Spring has sprung on Shiraishi Island. The cherry blossoms have bloomed and gone, their fallen pink petals pushed back into the good earth by passersby. We have attended the Kobo Daishi Spring Festival at the temple to be purified. The fishermen have changed from going out in their boats in the warmth of the daytime to going out in the cool of the nighttime. Neighborhoods have banded together and cleared the Shiraishi Pilgrimage path for another season of holy hiking.

Azaleas bloom everywhere. Freshborn stray kittens look out on a new world from between the bushes, while still fat mama cats escape to give birth in abandoned fishing boats still in dry dock. Minshuku owners are shuffling back home from vacations with relatives on the mainland. As the proprietors get ready for the coming tourist season, futons are hung out on balconies and the humming of vacuum cleaners streams out of the open windows. On the port, some boats are started up for the first time. Their motors strain, they clunk, and then start — reluctantly — spewing black exhaust as if they had been collecting it all winter-long.

Despite the warm spring weather, those of us living in houses at the bottom of the mountain still huddle around the heater in the early mornings, waiting for the sun to rise high enough to bless our houses with its warmth. Only then do we set out for the day: to our gardens, to our boats, to a day of outside work.

For many, our first big foray into the spring season when we dared to spend an entire afternoon outside, was to party under the cherry blossoms. The venue, a shrine set into a fold in the mountain, was so warm and sunny that many of us returned after the festivities to bask in its warmth another day. The calm interior of the island is appreciated by those who live on the beach or the port where impetuous winter winds have only recently lost their strength.

On the beach, people are beginning to gather again to watch the sunsets. Others are having fires. Big fires. More than a dozen elderly people died over the winter, and their empty abodes are being cleared out by relatives from Tokyo and Osaka who have made the trip back to the island to clear out their ancestral homes.

Now the fires are lit, fires that destroy evidence of long lives of built-up clutter, some of the longest, most cluttered lives in the world. Children and grandchildren sift through old furniture, aging documents and stamp collections, deciding what stays and what goes. Most of it goes — into the fire.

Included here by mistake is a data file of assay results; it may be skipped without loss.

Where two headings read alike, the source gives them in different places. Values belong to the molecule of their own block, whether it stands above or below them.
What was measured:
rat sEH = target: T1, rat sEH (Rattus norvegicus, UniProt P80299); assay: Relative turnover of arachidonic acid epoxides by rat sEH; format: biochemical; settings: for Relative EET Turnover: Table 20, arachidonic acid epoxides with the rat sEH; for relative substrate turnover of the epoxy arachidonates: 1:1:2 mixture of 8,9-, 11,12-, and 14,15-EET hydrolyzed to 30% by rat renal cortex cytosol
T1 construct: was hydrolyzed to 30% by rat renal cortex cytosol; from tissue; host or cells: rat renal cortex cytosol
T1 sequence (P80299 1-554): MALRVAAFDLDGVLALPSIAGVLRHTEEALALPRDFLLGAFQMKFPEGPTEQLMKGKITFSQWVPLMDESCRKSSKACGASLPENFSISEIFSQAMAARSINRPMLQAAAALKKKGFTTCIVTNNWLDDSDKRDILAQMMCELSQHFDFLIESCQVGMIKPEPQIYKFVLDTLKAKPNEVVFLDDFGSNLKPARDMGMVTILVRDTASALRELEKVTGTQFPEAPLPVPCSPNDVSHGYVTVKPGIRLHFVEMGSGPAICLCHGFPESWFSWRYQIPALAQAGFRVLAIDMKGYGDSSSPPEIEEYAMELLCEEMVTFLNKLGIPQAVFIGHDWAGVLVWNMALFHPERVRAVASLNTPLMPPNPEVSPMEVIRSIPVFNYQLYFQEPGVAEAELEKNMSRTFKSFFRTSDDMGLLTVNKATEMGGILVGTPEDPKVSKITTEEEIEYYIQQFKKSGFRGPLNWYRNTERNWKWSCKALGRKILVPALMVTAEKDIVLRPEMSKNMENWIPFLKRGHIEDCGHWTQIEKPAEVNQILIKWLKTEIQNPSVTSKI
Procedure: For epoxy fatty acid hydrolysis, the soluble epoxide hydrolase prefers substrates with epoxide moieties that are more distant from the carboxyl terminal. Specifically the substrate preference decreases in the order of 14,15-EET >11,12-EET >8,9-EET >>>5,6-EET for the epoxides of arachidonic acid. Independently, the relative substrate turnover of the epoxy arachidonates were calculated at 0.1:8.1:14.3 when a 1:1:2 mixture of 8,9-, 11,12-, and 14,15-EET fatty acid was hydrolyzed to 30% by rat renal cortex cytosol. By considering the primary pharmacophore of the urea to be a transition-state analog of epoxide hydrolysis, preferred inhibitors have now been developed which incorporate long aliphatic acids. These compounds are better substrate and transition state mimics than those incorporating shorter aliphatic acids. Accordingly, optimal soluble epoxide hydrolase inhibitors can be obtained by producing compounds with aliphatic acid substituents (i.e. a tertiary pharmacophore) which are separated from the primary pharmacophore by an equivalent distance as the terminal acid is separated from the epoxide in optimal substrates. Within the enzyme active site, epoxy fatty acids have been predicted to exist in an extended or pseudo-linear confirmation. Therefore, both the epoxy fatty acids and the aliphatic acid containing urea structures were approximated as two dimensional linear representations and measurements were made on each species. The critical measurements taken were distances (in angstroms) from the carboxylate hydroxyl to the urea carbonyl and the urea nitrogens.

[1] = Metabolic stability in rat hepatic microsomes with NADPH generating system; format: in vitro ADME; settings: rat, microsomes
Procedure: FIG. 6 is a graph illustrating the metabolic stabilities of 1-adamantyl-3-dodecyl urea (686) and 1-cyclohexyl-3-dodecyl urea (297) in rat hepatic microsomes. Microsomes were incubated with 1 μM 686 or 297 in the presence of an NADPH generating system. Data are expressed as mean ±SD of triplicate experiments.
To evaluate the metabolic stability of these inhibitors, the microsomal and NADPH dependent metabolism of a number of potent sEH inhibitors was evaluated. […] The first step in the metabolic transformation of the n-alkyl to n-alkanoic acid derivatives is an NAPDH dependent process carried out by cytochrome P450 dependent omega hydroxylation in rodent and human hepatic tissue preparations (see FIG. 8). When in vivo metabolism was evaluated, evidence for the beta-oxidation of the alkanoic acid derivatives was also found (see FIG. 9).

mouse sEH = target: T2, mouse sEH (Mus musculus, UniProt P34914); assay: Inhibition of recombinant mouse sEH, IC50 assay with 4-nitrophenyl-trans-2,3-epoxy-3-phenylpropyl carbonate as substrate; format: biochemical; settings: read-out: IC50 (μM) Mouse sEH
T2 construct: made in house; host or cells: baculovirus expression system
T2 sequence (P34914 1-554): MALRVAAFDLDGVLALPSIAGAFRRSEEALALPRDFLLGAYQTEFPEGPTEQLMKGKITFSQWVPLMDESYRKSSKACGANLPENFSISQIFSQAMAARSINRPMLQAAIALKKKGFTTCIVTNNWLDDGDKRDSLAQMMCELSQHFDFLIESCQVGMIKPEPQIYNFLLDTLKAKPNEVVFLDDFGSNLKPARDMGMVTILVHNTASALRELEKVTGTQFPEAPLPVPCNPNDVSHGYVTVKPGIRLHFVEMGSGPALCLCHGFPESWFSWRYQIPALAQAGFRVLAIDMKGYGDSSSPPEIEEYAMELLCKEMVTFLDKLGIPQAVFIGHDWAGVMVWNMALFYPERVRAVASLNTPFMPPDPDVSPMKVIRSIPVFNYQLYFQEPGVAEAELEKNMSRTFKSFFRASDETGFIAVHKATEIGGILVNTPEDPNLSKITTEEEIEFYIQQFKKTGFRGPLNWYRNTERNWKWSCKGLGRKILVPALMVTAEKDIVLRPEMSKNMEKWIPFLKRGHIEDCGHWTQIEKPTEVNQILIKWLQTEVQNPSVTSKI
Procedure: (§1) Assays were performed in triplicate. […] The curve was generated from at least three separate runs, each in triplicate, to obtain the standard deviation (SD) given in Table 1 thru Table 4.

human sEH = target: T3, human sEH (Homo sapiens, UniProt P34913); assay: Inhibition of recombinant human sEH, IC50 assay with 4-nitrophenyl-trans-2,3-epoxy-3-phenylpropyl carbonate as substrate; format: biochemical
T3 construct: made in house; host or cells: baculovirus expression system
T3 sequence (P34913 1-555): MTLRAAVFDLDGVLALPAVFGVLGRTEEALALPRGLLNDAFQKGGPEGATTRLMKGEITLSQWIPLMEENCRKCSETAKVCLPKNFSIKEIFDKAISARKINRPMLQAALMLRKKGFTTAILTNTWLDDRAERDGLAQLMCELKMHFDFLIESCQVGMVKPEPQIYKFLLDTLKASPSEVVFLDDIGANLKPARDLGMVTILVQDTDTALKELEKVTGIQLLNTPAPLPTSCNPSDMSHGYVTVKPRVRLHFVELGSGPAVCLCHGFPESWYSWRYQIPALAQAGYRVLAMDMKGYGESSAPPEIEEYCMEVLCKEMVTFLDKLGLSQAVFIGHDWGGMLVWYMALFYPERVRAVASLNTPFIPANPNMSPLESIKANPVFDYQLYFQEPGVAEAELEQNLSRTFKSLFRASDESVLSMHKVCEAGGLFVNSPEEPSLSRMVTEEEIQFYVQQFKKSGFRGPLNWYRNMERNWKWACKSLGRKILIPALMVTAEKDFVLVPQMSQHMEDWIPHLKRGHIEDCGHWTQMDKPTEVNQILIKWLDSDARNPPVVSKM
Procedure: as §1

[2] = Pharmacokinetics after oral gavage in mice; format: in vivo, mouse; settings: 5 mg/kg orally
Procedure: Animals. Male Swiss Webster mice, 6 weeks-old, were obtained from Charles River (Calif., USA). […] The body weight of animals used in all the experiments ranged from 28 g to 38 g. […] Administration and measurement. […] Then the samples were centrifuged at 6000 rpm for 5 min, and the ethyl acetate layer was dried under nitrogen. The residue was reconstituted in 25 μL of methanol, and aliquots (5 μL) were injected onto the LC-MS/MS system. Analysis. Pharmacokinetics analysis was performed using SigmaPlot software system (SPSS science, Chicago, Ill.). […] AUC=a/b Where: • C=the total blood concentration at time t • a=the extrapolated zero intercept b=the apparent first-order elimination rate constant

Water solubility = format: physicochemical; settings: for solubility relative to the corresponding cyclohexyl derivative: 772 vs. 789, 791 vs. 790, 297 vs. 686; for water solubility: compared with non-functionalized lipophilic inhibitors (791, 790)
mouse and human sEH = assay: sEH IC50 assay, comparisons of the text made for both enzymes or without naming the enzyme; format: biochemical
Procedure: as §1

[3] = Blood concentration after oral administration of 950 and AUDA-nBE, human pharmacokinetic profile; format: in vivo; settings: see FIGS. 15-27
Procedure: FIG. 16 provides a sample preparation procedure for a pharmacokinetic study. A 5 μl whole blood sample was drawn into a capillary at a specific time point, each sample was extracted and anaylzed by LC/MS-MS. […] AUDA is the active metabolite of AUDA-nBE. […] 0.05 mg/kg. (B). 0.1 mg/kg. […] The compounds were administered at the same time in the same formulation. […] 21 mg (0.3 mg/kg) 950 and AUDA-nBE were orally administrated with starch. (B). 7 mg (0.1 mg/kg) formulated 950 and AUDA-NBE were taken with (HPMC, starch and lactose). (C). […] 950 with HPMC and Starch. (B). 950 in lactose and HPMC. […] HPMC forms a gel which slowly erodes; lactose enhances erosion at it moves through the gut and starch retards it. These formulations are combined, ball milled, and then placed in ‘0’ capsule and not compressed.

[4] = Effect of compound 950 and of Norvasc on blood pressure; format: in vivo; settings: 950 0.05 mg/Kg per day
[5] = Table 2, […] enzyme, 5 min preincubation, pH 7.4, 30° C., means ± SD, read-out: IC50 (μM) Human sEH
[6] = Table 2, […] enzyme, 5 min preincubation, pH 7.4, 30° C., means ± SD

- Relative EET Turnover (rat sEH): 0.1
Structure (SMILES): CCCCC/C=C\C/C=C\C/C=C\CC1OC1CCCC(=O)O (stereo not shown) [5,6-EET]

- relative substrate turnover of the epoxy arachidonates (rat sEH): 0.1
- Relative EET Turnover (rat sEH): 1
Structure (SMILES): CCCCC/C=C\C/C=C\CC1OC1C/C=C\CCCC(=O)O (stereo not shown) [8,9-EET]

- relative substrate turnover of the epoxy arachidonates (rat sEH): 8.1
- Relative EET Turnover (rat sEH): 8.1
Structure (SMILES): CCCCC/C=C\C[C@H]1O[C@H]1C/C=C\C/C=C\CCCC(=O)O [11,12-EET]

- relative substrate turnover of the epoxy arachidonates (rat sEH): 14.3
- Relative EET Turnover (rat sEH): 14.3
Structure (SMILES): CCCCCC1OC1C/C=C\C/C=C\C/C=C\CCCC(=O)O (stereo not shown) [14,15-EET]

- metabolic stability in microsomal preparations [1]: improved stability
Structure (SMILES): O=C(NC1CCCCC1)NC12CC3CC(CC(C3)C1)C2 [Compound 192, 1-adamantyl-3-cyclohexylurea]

They find photos of themselves when they were first born, snapshots of when they were elementary, junior high and high school students, portraits in kimono from their coming-of-age ceremony. Rewards of all that work their parents had done, proof that their efforts had meaning. These treasures are kept. Old letters, certificates, company pins and knickknacks. They ask, why did they keep all this stuff? Decisions are made — into the fire.

On my first trail run of the spring, the stone Jizo statues along the path look a little warmer with the knit hats made for them by the old ladies who care for the sacred effigies. Others are so old and worn from hundreds of years in the elements that you can barely decipher which god they were, or are.

Along the trail, I notice that someone has speared a half-eaten apple onto the end of a tree branch, presumably to reserve it for the birds and save it from the ground-dwelling insects. As I pass a small park, I can’t help notice the absence of the usual happy stray cats lounging in the sun. They didn’t make it through the winter.

To a mainland Japanese, the only draw of the Seto Inland Sea is fresh sashimi. As soon as the city dwellers step off the ferry and onto the island, however, the allure is gone. The island life is too “inconvenient” — too remote. The loneliness here eclipses their desire for fresh sashimi. Not for us, however. For islanders, the magic starts when we get off the boat. A life of tranquility, anonymity and the feeling that even in this age of technology, it’s OK to be out of touch with the rest of the world sometimes.

This past weekend, a wedding took place that was so inspiring to the locals, they now refer to Shiraishi as the “love-love island.” Mr. Amano, the ferry port owner, has two sons who went off to university in Osaka and Tokyo and returned to the island after a few years working in the cities. They both were single, but the son who moved back from Tokyo married first. The son who moved back from Osaka just married a local girl from the mainland last weekend. While the first wedding could have been a fluke, no one could dispute that the new darlings of the island were solid proof that remote island people could still find like-minded individuals to cavort with. This triumph of odds was a testimony to the intrinsic magic of our island.

And believe it or not, sashimi isn’t everything. On the island, you might get into a boat and go out and catch your dinner, but the old ladies, the “vegetable cowgirls,” invariably head out to the garden to rustle up some radish and greens for the evening meal.

As I continue my run, through the rows of vegetable plots, an 85-year-old obaachan looks up from her garden and peers out at me from behind her bonnet. Her eyes are animated, as if she has something urgent to tell me. Startled, I stop and wait for her to speak. “I saw your husband yesterday cutting bamboo,” she starts, “so I asked him to cut me some, too. Please tell him thank you,” she says, handing me a fresh bunch of spinach. Even I can be a vegetable cowgirl.

Spring comes slowly, following the casualties of winter, but it comes.

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